Author ORCiD Identifier
Raizel Liebler 0000-0002-4876-8006
The next wave of concern regarding Google involves web analytics. Web analytics is the measurement, collection, analysis, and reporting of Internet data for the purposes of understanding and optimizing web usage. The concerns of web analytics use touches on issues of online user privacy, government use of personal information, and information on website user activity. While Google Analytics is not the sole web analytics product on the market, it is widely used by corporate, non-profit, and government organizations. The product has been reported to have a 59% market share among web analytics vendors in a 2008 study.
Web analytics technology has also recently become the focus of government review in both the U.S. and the E.U. Web analytics programs such as Google Analytics will continue to evolve, but we hope this article will serve as a starting point for understanding both this Google product and online data collection. This article discusses developments regarding Google Analytics and similar products through June 2010.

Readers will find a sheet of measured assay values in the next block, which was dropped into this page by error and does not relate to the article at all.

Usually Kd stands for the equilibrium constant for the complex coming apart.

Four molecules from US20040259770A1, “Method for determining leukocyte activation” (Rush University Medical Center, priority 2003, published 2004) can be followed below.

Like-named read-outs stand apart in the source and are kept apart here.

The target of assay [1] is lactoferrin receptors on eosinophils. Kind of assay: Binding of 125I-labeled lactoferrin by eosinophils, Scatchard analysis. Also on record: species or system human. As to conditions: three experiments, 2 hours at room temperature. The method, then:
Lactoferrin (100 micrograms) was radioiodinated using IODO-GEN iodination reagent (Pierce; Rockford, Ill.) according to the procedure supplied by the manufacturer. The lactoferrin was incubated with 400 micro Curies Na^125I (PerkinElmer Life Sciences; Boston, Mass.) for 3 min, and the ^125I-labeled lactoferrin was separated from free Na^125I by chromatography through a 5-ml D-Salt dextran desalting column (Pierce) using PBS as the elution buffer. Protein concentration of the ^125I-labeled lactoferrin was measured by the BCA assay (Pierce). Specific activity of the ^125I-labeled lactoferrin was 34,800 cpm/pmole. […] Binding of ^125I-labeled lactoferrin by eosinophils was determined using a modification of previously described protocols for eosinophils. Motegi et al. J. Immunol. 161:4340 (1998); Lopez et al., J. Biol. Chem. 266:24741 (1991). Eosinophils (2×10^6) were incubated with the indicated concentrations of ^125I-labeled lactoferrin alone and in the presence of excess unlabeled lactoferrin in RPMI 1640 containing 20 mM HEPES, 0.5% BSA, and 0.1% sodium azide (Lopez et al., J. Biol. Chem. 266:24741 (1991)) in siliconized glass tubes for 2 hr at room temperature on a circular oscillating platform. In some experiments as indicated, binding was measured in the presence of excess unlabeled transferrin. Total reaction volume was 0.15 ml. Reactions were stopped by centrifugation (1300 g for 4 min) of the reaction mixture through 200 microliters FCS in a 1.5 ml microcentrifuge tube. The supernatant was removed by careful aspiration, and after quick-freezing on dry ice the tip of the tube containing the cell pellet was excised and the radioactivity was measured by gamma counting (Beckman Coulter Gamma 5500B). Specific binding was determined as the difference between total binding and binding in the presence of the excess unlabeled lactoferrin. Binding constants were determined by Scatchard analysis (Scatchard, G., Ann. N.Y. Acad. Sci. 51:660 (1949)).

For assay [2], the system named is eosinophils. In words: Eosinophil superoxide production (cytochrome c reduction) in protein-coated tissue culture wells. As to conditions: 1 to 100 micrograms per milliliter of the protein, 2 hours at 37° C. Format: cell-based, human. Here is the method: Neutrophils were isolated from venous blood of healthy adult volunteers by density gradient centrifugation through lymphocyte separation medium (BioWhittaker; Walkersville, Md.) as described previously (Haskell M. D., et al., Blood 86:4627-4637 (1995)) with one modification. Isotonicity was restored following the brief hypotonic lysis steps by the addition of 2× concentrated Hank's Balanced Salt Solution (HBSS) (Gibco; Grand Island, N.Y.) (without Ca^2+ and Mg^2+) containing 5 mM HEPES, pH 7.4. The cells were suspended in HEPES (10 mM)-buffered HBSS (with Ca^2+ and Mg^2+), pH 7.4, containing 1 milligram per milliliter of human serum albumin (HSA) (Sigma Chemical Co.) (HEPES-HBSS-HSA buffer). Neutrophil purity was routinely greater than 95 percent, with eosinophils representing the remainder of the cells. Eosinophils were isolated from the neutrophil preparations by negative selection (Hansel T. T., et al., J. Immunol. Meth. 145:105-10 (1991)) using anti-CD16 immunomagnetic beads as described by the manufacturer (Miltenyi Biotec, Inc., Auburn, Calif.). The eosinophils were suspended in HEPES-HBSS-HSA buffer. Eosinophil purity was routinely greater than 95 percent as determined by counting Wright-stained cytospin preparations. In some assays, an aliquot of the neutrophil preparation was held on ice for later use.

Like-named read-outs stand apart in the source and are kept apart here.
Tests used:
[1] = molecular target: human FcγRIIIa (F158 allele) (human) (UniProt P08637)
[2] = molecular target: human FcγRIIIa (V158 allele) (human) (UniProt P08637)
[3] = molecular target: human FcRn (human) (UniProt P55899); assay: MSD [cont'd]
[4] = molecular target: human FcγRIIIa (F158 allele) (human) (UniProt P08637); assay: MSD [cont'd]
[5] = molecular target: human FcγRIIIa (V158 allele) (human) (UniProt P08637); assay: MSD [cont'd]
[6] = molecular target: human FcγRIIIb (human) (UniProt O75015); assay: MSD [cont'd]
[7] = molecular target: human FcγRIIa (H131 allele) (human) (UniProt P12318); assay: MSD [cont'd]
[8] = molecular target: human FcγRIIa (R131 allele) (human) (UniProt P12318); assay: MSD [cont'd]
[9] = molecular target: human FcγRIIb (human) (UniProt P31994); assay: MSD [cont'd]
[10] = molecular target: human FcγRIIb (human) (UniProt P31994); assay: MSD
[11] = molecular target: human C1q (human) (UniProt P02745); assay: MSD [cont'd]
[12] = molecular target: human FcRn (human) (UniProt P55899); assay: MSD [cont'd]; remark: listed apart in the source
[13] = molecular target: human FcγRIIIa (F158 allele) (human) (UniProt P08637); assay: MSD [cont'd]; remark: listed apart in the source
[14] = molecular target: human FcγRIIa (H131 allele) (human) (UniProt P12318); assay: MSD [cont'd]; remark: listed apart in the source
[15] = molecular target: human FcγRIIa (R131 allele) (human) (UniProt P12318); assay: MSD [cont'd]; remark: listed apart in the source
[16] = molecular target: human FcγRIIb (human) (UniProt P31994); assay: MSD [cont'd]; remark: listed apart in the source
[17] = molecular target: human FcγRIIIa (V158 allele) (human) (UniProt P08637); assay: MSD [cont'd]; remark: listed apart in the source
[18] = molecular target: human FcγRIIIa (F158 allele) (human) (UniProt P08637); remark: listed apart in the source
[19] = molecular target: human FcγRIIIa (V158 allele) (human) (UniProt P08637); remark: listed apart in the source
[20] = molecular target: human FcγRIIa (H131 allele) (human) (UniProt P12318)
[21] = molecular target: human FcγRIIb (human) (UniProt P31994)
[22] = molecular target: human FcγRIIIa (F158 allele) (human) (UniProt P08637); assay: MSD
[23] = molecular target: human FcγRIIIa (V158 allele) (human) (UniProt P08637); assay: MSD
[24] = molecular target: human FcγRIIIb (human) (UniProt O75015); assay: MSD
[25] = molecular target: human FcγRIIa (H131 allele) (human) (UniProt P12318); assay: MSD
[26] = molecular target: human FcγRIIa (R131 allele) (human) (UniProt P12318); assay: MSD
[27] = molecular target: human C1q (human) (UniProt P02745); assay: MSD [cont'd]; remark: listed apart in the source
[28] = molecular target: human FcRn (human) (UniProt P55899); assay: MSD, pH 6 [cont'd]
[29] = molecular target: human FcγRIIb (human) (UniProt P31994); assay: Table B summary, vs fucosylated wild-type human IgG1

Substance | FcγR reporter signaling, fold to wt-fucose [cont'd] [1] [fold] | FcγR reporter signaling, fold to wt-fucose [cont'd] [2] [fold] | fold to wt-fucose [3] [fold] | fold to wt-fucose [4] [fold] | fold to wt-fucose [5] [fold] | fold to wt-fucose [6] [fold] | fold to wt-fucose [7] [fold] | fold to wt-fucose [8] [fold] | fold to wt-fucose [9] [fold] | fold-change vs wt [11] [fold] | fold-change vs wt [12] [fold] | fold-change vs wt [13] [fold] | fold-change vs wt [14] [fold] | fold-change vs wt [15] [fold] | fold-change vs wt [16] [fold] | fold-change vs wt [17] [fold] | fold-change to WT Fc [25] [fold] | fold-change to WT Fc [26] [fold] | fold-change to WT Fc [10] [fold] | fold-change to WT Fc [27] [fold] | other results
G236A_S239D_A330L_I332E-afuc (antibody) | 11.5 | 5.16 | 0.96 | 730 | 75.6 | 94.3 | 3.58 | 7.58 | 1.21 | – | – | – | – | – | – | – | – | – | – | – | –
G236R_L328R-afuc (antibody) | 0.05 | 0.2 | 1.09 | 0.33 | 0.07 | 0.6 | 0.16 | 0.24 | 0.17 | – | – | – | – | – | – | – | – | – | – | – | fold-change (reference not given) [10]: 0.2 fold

In this article, we discuss web analytics and Google Analytics; the privacy and legal issues involved with web analytics; the approaches taken by various countries to the privacy and technology issues involved, including the United States (especially for government websites), and the European Union, and Germany.
We conclude by stating that Google Analytics will continue to raise privacy concerns, especially within Europe, considering online users do not generally take additional steps to make their online behavior anonymous. In the United States, the potential for cookies that cannot be erased by users will raise the ire of users, government regulators, and legislators and has the potential for creating regulations that will finally directly limit the use of analytics programs, such as Google Analytics.
Raizel Liebler & Keidra Chaney, Google Analytics: Analyzing the Latest Wave of Legal Concerns for Google in the U.S. and the E.U., 7 Buff. Intell. Prop. L.J. 135 (2010)
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